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Date:   Thu, 30 Apr 2020 11:12:32 -0700
From:   Andrii Nakryiko <andrii.nakryiko@...il.com>
To:     Eelco Chaudron <echaudro@...hat.com>
Cc:     bpf <bpf@...r.kernel.org>, "David S. Miller" <davem@...emloft.net>,
        Networking <netdev@...r.kernel.org>,
        Alexei Starovoitov <ast@...nel.org>,
        Daniel Borkmann <daniel@...earbox.net>,
        Martin Lau <kafai@...com>, Song Liu <songliubraving@...com>,
        Yonghong Song <yhs@...com>, Andrii Nakryiko <andriin@...com>,
        Toke Høiland-Jørgensen <toke@...hat.com>
Subject: Re: [PATCH bpf-next] libbpf: fix probe code to return EPERM if encountered

On Thu, Apr 30, 2020 at 3:24 AM Eelco Chaudron <echaudro@...hat.com> wrote:
>
> When the probe code was failing for any reason ENOTSUP was returned, even
> if this was due to no having enough lock space. This patch fixes this by
> returning EPERM to the user application, so it can respond and increase
> the RLIMIT_MEMLOCK size.
>
> Signed-off-by: Eelco Chaudron <echaudro@...hat.com>
> ---
>  tools/lib/bpf/libbpf.c |    7 ++++++-
>  1 file changed, 6 insertions(+), 1 deletion(-)
>
> diff --git a/tools/lib/bpf/libbpf.c b/tools/lib/bpf/libbpf.c
> index 8f480e29a6b0..a62388a151d4 100644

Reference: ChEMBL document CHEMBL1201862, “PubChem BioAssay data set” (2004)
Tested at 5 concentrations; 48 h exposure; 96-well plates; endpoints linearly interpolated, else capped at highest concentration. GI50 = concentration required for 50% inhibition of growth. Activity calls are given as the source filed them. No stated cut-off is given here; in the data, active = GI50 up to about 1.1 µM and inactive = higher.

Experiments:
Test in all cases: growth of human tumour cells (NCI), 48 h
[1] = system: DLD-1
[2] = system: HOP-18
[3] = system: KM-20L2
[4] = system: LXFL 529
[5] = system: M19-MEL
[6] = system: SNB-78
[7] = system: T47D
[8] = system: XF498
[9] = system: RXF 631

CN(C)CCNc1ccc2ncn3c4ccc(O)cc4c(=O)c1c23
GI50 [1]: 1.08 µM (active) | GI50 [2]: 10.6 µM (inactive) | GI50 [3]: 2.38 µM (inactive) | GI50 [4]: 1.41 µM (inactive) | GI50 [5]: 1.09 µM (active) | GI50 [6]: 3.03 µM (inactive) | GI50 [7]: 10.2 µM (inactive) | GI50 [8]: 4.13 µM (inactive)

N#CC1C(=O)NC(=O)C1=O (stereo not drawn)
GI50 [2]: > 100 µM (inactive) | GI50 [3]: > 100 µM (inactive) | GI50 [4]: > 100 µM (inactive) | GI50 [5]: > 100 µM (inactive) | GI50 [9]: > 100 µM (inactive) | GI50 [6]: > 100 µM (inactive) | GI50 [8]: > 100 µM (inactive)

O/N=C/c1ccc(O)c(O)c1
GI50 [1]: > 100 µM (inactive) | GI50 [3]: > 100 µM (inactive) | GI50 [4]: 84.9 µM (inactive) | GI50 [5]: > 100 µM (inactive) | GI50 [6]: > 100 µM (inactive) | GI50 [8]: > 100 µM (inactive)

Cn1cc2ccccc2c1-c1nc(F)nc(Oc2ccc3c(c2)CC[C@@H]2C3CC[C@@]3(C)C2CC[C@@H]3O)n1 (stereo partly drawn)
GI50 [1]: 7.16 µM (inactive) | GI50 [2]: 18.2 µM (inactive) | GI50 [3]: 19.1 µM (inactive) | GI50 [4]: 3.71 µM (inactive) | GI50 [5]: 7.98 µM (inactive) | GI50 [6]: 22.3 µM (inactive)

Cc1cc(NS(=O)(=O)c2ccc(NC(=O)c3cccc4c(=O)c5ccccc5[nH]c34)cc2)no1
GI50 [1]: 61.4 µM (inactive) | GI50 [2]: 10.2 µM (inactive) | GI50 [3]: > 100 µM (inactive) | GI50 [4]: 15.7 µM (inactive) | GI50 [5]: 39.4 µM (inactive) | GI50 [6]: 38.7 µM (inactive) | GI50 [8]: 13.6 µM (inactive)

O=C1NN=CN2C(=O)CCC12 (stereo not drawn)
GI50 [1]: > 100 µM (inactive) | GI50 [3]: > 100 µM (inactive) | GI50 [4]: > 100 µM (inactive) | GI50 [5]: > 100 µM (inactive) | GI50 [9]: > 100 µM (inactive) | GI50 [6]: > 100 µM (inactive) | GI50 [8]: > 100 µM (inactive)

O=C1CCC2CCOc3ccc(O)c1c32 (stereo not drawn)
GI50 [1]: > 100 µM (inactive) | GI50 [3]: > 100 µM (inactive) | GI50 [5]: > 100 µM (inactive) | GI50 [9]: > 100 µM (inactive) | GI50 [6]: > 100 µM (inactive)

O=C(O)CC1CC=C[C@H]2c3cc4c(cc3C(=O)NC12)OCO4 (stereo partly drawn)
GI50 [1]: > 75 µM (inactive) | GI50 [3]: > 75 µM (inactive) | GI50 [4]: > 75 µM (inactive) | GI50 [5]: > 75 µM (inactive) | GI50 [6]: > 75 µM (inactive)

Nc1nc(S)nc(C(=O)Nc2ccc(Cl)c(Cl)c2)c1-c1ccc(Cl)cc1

> --- a/tools/lib/bpf/libbpf.c
> +++ b/tools/lib/bpf/libbpf.c
> @@ -3381,8 +3381,13 @@ bpf_object__probe_caps(struct bpf_object *obj)
>
>         for (i = 0; i < ARRAY_SIZE(probe_fn); i++) {
>                 ret = probe_fn[i](obj);
> -               if (ret < 0)
> +               if (ret < 0) {
>                         pr_debug("Probe #%d failed with %d.\n", i, ret);
> +                       if (ret == -EPERM) {
> +                               pr_perm_msg(ret);
> +                               return ret;

I think this is dangerous to do. This detection loop is not supposed
to return error to user if any of the features are missing. I'd feel
more comfortable if we split bpf_object__probe_name() into two tests:
one testing trivial program and another testing same program with
name. If the first one fails with EPERM -- then we can return error to
user. If anything else fails -- that's ok. Thoughts?

> +                       }
> +               }
>         }
>
>         return 0;
>

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